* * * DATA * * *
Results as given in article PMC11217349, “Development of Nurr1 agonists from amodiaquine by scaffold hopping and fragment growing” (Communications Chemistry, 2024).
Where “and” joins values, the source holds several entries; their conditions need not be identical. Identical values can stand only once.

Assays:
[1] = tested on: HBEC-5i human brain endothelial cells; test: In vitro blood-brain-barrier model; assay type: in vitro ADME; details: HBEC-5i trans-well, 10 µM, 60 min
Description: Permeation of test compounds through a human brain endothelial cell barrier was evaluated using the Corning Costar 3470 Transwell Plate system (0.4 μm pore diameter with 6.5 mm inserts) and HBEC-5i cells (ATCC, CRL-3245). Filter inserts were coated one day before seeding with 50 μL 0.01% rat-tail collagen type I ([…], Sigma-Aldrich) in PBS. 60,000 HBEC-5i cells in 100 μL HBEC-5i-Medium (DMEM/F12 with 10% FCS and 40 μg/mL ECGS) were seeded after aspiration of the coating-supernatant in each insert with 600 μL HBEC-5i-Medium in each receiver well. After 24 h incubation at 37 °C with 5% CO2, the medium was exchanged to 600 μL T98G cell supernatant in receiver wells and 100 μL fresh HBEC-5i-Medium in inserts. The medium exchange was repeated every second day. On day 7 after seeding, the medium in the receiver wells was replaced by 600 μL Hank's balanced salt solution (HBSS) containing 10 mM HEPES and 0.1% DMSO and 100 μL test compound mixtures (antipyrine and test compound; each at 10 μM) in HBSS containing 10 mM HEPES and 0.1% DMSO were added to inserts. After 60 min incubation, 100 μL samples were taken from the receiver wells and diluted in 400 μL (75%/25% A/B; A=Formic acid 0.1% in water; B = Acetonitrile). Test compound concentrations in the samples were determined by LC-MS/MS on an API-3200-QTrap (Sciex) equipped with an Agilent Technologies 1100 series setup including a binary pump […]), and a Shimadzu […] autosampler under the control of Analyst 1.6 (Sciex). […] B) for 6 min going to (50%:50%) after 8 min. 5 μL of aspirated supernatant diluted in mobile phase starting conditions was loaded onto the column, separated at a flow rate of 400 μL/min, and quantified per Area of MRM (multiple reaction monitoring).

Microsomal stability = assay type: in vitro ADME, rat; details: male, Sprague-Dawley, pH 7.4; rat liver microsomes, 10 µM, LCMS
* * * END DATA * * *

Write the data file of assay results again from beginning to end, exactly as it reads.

Results as given in article PMC11217349, “Development of Nurr1 agonists from amodiaquine by scaffold hopping and fragment growing” (Communications Chemistry, 2024).
Where “and” joins values, the source holds several entries; their conditions need not be identical. Identical values can stand only once.

Assays:
[1] = tested on: HBEC-5i human brain endothelial cells; test: In vitro blood-brain-barrier model; assay type: in vitro ADME; details: HBEC-5i trans-well, 10 µM, 60 min
Description: Permeation of test compounds through a human brain endothelial cell barrier was evaluated using the Corning Costar 3470 Transwell Plate system (0.4 μm pore diameter with 6.5 mm inserts) and HBEC-5i cells (ATCC, CRL-3245). Filter inserts were coated one day before seeding with 50 μL 0.01% rat-tail collagen type I ([…], Sigma-Aldrich) in PBS. 60,000 HBEC-5i cells in 100 μL HBEC-5i-Medium (DMEM/F12 with 10% FCS and 40 μg/mL ECGS) were seeded after aspiration of the coating-supernatant in each insert with 600 μL HBEC-5i-Medium in each receiver well. After 24 h incubation at 37 °C with 5% CO2, the medium was exchanged to 600 μL T98G cell supernatant in receiver wells and 100 μL fresh HBEC-5i-Medium in inserts. The medium exchange was repeated every second day. On day 7 after seeding, the medium in the receiver wells was replaced by 600 μL Hank's balanced salt solution (HBSS) containing 10 mM HEPES and 0.1% DMSO and 100 μL test compound mixtures (antipyrine and test compound; each at 10 μM) in HBSS containing 10 mM HEPES and 0.1% DMSO were added to inserts. After 60 min incubation, 100 μL samples were taken from the receiver wells and diluted in 400 μL (75%/25% A/B; A=Formic acid 0.1% in water; B = Acetonitrile). Test compound concentrations in the samples were determined by LC-MS/MS on an API-3200-QTrap (Sciex) equipped with an Agilent Technologies 1100 series setup including a binary pump […]), and a Shimadzu […] autosampler under the control of Analyst 1.6 (Sciex). […] B) for 6 min going to (50%:50%) after 8 min. 5 μL of aspirated supernatant diluted in mobile phase starting conditions was loaded onto the column, separated at a flow rate of 400 μL/min, and quantified per Area of MRM (multiple reaction monitoring).

Microsomal stability = assay type: in vitro ADME, rat; details: male, Sprague-Dawley, pH 7.4; rat liver microsomes, 10 µM, LCMS